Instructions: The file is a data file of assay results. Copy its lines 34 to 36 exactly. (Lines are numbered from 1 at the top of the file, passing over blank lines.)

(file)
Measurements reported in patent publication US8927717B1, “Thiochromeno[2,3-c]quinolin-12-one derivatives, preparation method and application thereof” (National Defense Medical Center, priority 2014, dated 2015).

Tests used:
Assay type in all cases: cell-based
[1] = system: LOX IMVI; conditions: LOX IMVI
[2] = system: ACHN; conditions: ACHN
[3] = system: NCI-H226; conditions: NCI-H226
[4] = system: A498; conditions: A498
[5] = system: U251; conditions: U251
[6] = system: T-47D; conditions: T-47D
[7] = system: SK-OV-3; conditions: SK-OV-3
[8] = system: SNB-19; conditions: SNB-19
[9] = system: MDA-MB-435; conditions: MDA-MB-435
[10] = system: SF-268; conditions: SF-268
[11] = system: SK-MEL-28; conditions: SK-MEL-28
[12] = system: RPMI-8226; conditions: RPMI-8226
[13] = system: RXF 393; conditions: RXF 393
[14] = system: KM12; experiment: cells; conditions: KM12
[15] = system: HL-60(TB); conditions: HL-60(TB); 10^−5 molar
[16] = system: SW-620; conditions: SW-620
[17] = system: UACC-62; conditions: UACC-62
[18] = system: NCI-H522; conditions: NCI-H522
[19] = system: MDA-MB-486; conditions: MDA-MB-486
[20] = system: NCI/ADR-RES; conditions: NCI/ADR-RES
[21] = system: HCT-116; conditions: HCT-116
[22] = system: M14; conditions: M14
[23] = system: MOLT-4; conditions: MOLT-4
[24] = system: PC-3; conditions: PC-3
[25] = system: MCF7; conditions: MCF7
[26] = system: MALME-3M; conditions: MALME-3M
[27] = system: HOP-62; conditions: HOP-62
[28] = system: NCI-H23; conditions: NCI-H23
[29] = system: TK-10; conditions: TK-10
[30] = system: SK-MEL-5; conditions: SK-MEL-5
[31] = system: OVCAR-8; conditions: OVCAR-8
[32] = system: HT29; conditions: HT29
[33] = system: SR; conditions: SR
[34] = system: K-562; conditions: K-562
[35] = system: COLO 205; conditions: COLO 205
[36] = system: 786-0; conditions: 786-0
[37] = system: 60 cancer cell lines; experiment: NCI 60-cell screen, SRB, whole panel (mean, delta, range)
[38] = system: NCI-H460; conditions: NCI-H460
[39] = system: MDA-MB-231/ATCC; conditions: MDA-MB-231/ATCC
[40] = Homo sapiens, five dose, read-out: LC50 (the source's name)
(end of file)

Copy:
[31] = system: OVCAR-8; conditions: OVCAR-8
[32] = system: HT29; conditions: HT29
[33] = system: SR; conditions: SR